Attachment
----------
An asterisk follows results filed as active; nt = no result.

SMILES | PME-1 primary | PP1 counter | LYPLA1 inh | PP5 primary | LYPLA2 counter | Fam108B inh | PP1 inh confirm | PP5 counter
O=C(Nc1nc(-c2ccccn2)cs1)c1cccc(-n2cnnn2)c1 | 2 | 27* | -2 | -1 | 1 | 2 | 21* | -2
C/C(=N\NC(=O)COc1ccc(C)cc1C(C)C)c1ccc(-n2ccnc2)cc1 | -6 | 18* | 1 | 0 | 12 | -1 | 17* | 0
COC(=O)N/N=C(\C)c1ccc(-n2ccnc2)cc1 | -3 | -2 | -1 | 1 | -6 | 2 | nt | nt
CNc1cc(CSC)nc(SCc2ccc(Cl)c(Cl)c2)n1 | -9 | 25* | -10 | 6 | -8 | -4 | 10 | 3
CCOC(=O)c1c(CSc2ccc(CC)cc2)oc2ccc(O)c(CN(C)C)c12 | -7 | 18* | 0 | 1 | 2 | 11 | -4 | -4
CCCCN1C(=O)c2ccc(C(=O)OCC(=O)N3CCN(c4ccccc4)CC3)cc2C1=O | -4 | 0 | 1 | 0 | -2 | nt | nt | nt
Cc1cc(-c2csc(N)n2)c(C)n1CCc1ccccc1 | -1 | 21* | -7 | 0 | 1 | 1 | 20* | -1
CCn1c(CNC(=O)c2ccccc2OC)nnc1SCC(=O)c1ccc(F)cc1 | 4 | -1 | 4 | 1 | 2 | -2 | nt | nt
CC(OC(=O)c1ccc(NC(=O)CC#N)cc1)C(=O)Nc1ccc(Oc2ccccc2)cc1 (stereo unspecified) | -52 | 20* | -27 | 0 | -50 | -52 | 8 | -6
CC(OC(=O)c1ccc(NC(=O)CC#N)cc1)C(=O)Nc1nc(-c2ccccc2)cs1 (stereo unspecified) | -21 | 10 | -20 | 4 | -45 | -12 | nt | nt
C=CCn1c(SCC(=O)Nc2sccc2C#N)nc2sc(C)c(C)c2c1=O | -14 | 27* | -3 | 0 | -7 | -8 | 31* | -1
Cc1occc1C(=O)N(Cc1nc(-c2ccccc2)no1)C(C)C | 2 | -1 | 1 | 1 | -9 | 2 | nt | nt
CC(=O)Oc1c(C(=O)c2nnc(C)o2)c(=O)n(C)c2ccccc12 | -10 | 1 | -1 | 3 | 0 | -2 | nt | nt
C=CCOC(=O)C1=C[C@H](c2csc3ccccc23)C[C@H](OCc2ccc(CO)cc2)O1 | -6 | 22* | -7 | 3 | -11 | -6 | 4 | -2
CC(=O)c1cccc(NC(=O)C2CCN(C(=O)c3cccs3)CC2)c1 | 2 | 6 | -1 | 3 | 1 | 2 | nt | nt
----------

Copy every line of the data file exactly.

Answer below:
An asterisk follows results filed as active; nt = no result.

SMILES | PME-1 primary | PP1 counter | LYPLA1 inh | PP5 primary | LYPLA2 counter | Fam108B inh | PP1 inh confirm | PP5 counter
O=C(Nc1nc(-c2ccccn2)cs1)c1cccc(-n2cnnn2)c1 | 2 | 27* | -2 | -1 | 1 | 2 | 21* | -2
C/C(=N\NC(=O)COc1ccc(C)cc1C(C)C)c1ccc(-n2ccnc2)cc1 | -6 | 18* | 1 | 0 | 12 | -1 | 17* | 0
COC(=O)N/N=C(\C)c1ccc(-n2ccnc2)cc1 | -3 | -2 | -1 | 1 | -6 | 2 | nt | nt
CNc1cc(CSC)nc(SCc2ccc(Cl)c(Cl)c2)n1 | -9 | 25* | -10 | 6 | -8 | -4 | 10 | 3
CCOC(=O)c1c(CSc2ccc(CC)cc2)oc2ccc(O)c(CN(C)C)c12 | -7 | 18* | 0 | 1 | 2 | 11 | -4 | -4
CCCCN1C(=O)c2ccc(C(=O)OCC(=O)N3CCN(c4ccccc4)CC3)cc2C1=O | -4 | 0 | 1 | 0 | -2 | nt | nt | nt
Cc1cc(-c2csc(N)n2)c(C)n1CCc1ccccc1 | -1 | 21* | -7 | 0 | 1 | 1 | 20* | -1
CCn1c(CNC(=O)c2ccccc2OC)nnc1SCC(=O)c1ccc(F)cc1 | 4 | -1 | 4 | 1 | 2 | -2 | nt | nt
CC(OC(=O)c1ccc(NC(=O)CC#N)cc1)C(=O)Nc1ccc(Oc2ccccc2)cc1 (stereo unspecified) | -52 | 20* | -27 | 0 | -50 | -52 | 8 | -6
CC(OC(=O)c1ccc(NC(=O)CC#N)cc1)C(=O)Nc1nc(-c2ccccc2)cs1 (stereo unspecified) | -21 | 10 | -20 | 4 | -45 | -12 | nt | nt
C=CCn1c(SCC(=O)Nc2sccc2C#N)nc2sc(C)c(C)c2c1=O | -14 | 27* | -3 | 0 | -7 | -8 | 31* | -1
Cc1occc1C(=O)N(Cc1nc(-c2ccccc2)no1)C(C)C | 2 | -1 | 1 | 1 | -9 | 2 | nt | nt
CC(=O)Oc1c(C(=O)c2nnc(C)o2)c(=O)n(C)c2ccccc12 | -10 | 1 | -1 | 3 | 0 | -2 | nt | nt
C=CCOC(=O)C1=C[C@H](c2csc3ccccc23)C[C@H](OCc2ccc(CO)cc2)O1 | -6 | 22* | -7 | 3 | -11 | -6 | 4 | -2
CC(=O)c1cccc(NC(=O)C2CCN(C(=O)c3cccs3)CC2)c1 | 2 | 6 | -1 | 3 | 1 | 2 | nt | nt